If there is no selection matching all five white ball numbers and the "Hot Ball", the jackpot pool is rolled into the following drawing, increasing by at least $50,000 per rollover.
A jackpot won on or before May 11, 2013 entitles the winner(s) to the option of receiving the annuity prize (mentioned above), or the present-day cash value (see below.) Both amounts reflect the nasty amount in the jackpot pool, before withholding(s.) The cash value was the then-current value of the annuity, which fluctuated depending on prevailing interest rates. The annuity option was eliminated for jackpots won on or after May 15, 2013.
Depending on where a Hot Lotto ticket is purchased, winners (jackpot or otherwise) have from 90 days to 1 year in which to claim their prize.
Hot Lotto participants
Original members (game began in April 2002):
Joined since the game started:
- District of Columbia (April 2004)
- North Dakota (June 2004)
- Kansas (March 2006)
- New Mexico (November 2006)
- Idaho (October 2007)
- Oklahoma (January 3, 2008)
- Delaware (January 28, 2008)
- Vermont (July 2009)
- Maine (October 2009)
- Tennessee (May 12, 2013; joined when the format change took place)
About to be joined in the future
The 16 Hot Lotto participants are spread out over most regions of the contiguous United States; Tennessee is the first in the Southeast, where all four lotteries offering Decades of Dollars are found. The four lotteries each border Tennessee. (Three of those lotteries took part in Lotto South, from 2001 to 2006.) Tennessee, with a population of approximately 6.3 million as of the 2010 Census, is Hot Lotto′s most-populous member, replacing Minnesota (approximately 5.3 million.)
The Megabucks game, the nation's first multi-jurisdictional game, offered in Maine, New Hampshire, and Vermont since 1985, is expected to end in Spring 2013, as the three lotteries are shifting their focus to Hot Lotto as their "mid-tier" game.
The minimum age to purchase a Hot Lotto ticket is 18, except in Iowa, where it is 21.
Subscription play for Hot Lotto is available in North Dakota, New Hampshire, Vermont, and Minnesota; however, all jurisdictions that offer Hot Lotto allow advance play; the number of draws varies by member.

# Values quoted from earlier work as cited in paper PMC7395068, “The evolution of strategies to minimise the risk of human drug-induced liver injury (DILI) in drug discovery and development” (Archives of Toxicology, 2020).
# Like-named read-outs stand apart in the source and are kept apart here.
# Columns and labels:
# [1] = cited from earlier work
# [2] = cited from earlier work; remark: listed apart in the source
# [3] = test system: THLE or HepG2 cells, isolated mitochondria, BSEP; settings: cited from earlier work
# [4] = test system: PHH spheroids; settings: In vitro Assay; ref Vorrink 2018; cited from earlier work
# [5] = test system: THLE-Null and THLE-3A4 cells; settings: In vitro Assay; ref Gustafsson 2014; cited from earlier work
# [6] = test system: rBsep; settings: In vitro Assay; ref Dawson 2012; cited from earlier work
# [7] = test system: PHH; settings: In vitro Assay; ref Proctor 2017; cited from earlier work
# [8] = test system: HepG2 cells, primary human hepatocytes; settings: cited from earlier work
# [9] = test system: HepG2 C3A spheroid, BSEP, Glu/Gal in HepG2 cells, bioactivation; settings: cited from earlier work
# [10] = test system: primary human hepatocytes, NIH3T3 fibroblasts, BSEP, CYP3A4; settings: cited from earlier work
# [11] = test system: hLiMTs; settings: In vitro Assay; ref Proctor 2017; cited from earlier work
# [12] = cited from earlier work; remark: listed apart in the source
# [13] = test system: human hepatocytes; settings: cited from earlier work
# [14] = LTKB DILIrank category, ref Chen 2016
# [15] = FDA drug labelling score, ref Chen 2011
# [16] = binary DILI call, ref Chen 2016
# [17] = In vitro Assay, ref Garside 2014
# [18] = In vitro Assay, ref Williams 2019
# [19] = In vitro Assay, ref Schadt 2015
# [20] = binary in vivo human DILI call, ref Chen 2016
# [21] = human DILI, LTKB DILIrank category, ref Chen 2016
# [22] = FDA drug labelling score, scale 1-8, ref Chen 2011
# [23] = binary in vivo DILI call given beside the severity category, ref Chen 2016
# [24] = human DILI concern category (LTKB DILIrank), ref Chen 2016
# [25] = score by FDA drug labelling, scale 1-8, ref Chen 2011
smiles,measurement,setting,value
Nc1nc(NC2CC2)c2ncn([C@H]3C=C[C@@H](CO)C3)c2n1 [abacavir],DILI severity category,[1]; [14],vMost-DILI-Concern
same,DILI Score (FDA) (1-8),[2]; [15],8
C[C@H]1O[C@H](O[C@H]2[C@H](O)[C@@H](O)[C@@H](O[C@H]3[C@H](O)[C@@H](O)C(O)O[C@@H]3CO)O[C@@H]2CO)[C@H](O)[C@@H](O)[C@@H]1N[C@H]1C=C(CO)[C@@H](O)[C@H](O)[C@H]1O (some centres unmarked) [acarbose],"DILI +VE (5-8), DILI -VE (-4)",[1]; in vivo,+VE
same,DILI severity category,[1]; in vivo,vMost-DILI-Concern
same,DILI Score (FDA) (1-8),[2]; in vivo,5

Subscription play is restricted to adults who reside within one of the above four jurisdictions, with the exception of New Hampshire; players may buy subscriptions via the New Hampshire Lottery, even if their residence is elsewhere.
Since Hot Lotto is a multi-jurisdictional game, a jackpot winner does not necessarily collect their prize in lump sum. This is because each of the game's members hold on to the accumulating jackpot money until after the jackpot is won. A winner, initially, receives a payment representing the cash in the jackpot pool accumulated from the winning Hot Lotto member; then a second payment for the remainder of the cash value, for the funds accumulated from the jackpot pool from each of the other lotteries.
Iowa winner controversy
A ticket bought in Iowa for the December 29, 2010 Hot Lotto drawing, "claimed" the following December with virtually no time to spare, would have been among Hot Lotto 's biggest jackpot winners. At the time of the drawing, the jackpot's annuity value was approximately $16,500,000; if the ticket had been successfully claimed, and the winner(s) chose the cash option, that would have been approximately $10,750,000. That money went back to the 15 Hot Lotto members in proportion of each lottery's contribution to the game's jackpot pool.
Iowa investigators were considering releasing footage from a video in hopes of solving the mystery behind the Hot Lotto ticket. An attorney from Bedford, New York claimed the prize on behalf of a trust based in Belize. The attorney's representatives offered the winning ticket hours before the prize would have expired under Iowa Lottery regulations. The attorney refused to say who purchased the ticket at a Des Moines gas station, and who would have received the payout; the claim was eventually withdrawn.
As of January 2013, the matter was still under investigation, despite Iowa's one-year deadline for the "winning" ticket.